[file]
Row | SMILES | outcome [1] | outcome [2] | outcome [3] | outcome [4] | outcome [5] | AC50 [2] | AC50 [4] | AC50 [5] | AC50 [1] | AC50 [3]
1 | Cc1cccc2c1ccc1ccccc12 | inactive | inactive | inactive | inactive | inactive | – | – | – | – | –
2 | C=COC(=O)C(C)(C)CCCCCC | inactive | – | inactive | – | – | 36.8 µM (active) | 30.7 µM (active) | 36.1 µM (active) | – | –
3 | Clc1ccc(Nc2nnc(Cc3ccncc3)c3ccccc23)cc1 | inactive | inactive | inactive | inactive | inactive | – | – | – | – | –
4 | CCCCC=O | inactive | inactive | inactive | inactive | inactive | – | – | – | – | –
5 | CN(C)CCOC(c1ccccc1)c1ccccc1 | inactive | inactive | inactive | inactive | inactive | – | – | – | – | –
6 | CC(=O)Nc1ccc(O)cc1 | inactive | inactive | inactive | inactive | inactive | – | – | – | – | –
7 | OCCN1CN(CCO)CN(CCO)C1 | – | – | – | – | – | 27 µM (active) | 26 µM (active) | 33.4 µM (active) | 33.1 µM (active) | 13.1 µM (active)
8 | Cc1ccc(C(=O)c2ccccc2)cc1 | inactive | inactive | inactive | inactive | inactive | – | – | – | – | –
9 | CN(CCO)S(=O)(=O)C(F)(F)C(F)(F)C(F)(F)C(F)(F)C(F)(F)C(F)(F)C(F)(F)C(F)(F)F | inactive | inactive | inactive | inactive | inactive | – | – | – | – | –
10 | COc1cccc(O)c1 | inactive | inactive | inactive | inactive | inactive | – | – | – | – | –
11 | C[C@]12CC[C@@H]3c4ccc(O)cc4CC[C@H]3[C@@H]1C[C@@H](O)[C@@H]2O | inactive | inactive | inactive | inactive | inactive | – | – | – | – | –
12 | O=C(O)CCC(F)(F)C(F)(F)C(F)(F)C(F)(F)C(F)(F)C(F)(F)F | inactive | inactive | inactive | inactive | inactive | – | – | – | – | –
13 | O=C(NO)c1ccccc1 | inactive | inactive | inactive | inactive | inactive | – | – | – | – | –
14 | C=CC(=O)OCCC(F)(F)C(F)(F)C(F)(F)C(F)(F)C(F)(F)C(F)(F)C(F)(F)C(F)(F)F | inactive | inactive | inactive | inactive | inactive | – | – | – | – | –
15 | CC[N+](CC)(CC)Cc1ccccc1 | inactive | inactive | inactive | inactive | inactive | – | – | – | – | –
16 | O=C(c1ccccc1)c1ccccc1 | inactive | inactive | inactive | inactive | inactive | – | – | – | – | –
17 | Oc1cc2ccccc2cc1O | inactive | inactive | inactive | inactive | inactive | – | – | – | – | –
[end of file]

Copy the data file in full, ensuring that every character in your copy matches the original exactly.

Row | SMILES | outcome [1] | outcome [2] | outcome [3] | outcome [4] | outcome [5] | AC50 [2] | AC50 [4] | AC50 [5] | AC50 [1] | AC50 [3]
1 | Cc1cccc2c1ccc1ccccc12 | inactive | inactive | inactive | inactive | inactive | – | – | – | – | –
2 | C=COC(=O)C(C)(C)CCCCCC | inactive | – | inactive | – | – | 36.8 µM (active) | 30.7 µM (active) | 36.1 µM (active) | – | –
3 | Clc1ccc(Nc2nnc(Cc3ccncc3)c3ccccc23)cc1 | inactive | inactive | inactive | inactive | inactive | – | – | – | – | –
4 | CCCCC=O | inactive | inactive | inactive | inactive | inactive | – | – | – | – | –
5 | CN(C)CCOC(c1ccccc1)c1ccccc1 | inactive | inactive | inactive | inactive | inactive | – | – | – | – | –
6 | CC(=O)Nc1ccc(O)cc1 | inactive | inactive | inactive | inactive | inactive | – | – | – | – | –
7 | OCCN1CN(CCO)CN(CCO)C1 | – | – | – | – | – | 27 µM (active) | 26 µM (active) | 33.4 µM (active) | 33.1 µM (active) | 13.1 µM (active)
8 | Cc1ccc(C(=O)c2ccccc2)cc1 | inactive | inactive | inactive | inactive | inactive | – | – | – | – | –
9 | CN(CCO)S(=O)(=O)C(F)(F)C(F)(F)C(F)(F)C(F)(F)C(F)(F)C(F)(F)C(F)(F)C(F)(F)F | inactive | inactive | inactive | inactive | inactive | – | – | – | – | –
10 | COc1cccc(O)c1 | inactive | inactive | inactive | inactive | inactive | – | – | – | – | –
11 | C[C@]12CC[C@@H]3c4ccc(O)cc4CC[C@H]3[C@@H]1C[C@@H](O)[C@@H]2O | inactive | inactive | inactive | inactive | inactive | – | – | – | – | –
12 | O=C(O)CCC(F)(F)C(F)(F)C(F)(F)C(F)(F)C(F)(F)C(F)(F)F | inactive | inactive | inactive | inactive | inactive | – | – | – | – | –
13 | O=C(NO)c1ccccc1 | inactive | inactive | inactive | inactive | inactive | – | – | – | – | –
14 | C=CC(=O)OCCC(F)(F)C(F)(F)C(F)(F)C(F)(F)C(F)(F)C(F)(F)C(F)(F)C(F)(F)F | inactive | inactive | inactive | inactive | inactive | – | – | – | – | –
15 | CC[N+](CC)(CC)Cc1ccccc1 | inactive | inactive | inactive | inactive | inactive | – | – | – | – | –
16 | O=C(c1ccccc1)c1ccccc1 | inactive | inactive | inactive | inactive | inactive | – | – | – | – | –
17 | Oc1cc2ccccc2cc1O | inactive | inactive | inactive | inactive | inactive | – | – | – | – | –